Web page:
I read this thinking it might surprise me. But no, American military training is not that great. Our paratroopers in the UK go through similar selections as your special forces. Put the gruelling SAS selection in the mix and there is no contest.

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    1. Johnny Canuck at |

      My country isn’t the USA. Our Special Forces are called Joint Task Force 2. One thing is difficult to factor out of this and that is the tendency of each country to discount the abilities of your allies. The British are legendary in this regard but it will take us (and the Australians and New Zealanders) a long time to forget the incompetence of the leadership you provided about a hundred years ago.

      It can be argued that the emphasis on special forces is out of proportion to the actual results they produce on the battle field.

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      1. Lee Standberry at |

        @ Johnny Canuck – two points. First, I’ve had the distinction of working with officers and troops for other countries during my time in service – notably Australian and British (don’t recall any Canadians, but who knows). So I would agree that often we can become nation centric in our views of the capabilities of other nations – though i’m not one of those people. I fully recognize – as i’ve stated elsewhere – what other military formations are capable of.

        Secondly, I totally agree with your second point. Media coverage these days would have one believe that special forces alone are the predominant formation engaged in combat operations. The fact of the matter is that there are a whole lot of other people active in making even special forces operations successful. This includes (as you mentioned earlier) intelligence, logistics, and even direct and indirect support from regular forces.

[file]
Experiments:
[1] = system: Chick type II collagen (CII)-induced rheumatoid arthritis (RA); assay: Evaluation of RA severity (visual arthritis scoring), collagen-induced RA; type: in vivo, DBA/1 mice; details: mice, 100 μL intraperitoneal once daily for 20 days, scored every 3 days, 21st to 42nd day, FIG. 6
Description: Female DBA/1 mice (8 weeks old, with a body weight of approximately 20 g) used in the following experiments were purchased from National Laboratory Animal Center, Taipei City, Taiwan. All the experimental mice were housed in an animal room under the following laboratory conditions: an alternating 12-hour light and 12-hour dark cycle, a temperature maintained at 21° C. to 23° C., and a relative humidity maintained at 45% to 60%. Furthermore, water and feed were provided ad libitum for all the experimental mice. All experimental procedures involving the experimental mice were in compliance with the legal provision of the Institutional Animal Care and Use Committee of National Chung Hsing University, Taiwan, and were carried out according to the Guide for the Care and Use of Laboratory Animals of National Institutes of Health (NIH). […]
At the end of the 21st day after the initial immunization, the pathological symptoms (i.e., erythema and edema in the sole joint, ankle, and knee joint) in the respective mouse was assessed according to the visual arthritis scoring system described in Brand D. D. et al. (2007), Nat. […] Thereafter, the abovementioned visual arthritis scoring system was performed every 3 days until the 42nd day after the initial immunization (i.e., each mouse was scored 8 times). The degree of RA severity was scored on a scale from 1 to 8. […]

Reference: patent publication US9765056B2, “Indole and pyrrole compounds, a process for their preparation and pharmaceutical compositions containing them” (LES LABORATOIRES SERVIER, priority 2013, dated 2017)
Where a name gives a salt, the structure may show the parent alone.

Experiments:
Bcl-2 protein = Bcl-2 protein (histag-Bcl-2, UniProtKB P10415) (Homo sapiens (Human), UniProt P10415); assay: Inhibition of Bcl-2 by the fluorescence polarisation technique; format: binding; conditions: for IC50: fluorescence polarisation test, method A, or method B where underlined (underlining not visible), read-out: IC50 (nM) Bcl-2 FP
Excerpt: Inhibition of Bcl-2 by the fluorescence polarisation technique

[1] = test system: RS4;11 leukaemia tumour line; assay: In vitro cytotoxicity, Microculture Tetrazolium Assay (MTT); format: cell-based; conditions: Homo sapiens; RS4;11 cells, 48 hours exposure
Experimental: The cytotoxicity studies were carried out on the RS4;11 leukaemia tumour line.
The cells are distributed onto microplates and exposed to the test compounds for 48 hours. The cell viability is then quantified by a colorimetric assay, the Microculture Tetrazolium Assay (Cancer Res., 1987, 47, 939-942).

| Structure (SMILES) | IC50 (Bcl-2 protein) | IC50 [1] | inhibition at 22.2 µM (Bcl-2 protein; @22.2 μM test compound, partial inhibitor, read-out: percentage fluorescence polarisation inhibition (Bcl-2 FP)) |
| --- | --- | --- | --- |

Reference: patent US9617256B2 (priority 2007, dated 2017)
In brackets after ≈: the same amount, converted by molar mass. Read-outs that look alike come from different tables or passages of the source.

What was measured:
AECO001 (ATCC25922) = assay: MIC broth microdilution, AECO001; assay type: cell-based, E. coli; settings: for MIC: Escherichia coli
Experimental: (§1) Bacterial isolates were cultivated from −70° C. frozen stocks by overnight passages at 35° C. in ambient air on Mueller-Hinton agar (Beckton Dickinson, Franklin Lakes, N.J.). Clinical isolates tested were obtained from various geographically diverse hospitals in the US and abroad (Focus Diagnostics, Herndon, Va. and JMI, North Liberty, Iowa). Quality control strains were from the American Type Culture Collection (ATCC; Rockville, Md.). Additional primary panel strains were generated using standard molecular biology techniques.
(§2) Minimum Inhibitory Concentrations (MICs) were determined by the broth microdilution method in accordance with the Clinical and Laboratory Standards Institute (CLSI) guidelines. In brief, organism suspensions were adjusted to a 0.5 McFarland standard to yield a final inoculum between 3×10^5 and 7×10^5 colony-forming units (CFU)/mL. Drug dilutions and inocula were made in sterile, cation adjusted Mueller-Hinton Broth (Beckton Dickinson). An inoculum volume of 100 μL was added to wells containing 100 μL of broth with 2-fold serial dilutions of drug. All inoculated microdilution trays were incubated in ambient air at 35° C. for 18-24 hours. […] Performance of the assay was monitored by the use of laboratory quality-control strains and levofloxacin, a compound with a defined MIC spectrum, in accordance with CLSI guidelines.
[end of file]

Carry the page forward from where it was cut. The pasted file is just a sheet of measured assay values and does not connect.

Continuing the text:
Reply
    2. Lee Standberry at |

      UK paratroopers (and Royal Marines, SAS and the like) receive excellent training. In fact, in terms of training, leadership, dedication and overall effectiveness; I would rate UK military forces among the best in the world – especially considering the small size of your nation. That said, the US military has a far longer reach and more lethal bite than our brothers in arms across the moat that is the Atlantic ocean.

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  10. Ricky at |

    SAS don’t get trained, they get tortured, considering most SAS are hardened paratroopers, and still most fail. The US no doubt has the most powerful army, but the training in a lot of the forces is weak. I mean, you have women paratroopers. No woman has ever passed our paratroopers selection, and never will. Training doesn’t start until you prove you will not break… in the US, your paratroopers simply go to jump school. All said and done, the British army is one of the best trained in the world..

    Reply
    1. Lee Standberry at |

      Well Ricky, in regards to Paratroopers – women in the army are able to be jump qualified, but they cannot serve in line units, such as infantry. They can only serve in support units. I haven’t looked at their TOE lately, so i’m assuming this is still true. Plus, you really can’t compare airborne troops to the SAS. Essentially, airborne (while having a dedicated mission centered around vertical insertion) are not special forces and SAS is. SAS is more comparable to Rangers or perhaps SEALs

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      1. SeanP at |

        I’d think that SAS is more comparable to Delta. I could be wrong but it is my understanding that Beckwith came up with the idea for Delta after spending time training with the 22nd SAS Regiment.

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        1. Lee Standberry at |

          at SeanP – you’re right, I took a look at SAS’s mission orientation and perform operations probably more associated with Delta. However these days, especially with US special forces falling under a joint command (or at least units tasked to a joint command), you have all of these guys doing cross branch operations that fall outside of the scope of their normal mission orientation. Take for example Marine Force Recon. Their mission is clearly defined as near and deep recon operations in support of larger Marine formations. Now they can be tasked with training rebels somewhere (traditionally a Green Beret type mission).